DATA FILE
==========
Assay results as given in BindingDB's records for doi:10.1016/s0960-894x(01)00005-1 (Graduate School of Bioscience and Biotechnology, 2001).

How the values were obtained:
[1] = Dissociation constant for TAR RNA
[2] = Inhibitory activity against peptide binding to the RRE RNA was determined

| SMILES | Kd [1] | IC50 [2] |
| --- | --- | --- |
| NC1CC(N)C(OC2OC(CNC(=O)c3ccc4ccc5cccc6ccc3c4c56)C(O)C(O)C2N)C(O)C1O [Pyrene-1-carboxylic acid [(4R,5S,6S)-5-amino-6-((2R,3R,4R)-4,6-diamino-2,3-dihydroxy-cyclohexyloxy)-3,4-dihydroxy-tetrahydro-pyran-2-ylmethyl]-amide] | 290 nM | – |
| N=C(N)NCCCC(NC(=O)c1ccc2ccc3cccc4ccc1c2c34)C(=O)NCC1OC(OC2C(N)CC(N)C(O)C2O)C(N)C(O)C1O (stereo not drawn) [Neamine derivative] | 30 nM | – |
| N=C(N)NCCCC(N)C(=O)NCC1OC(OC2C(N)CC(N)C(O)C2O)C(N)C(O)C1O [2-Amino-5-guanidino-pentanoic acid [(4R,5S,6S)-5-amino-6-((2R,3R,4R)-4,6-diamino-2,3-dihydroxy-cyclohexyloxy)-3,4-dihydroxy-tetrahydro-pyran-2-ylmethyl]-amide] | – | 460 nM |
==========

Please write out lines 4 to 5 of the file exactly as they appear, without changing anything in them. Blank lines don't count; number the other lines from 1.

[2] = Inhibitory activity against peptide binding to the RRE RNA was determined

| SMILES | Kd [1] | IC50 [2] |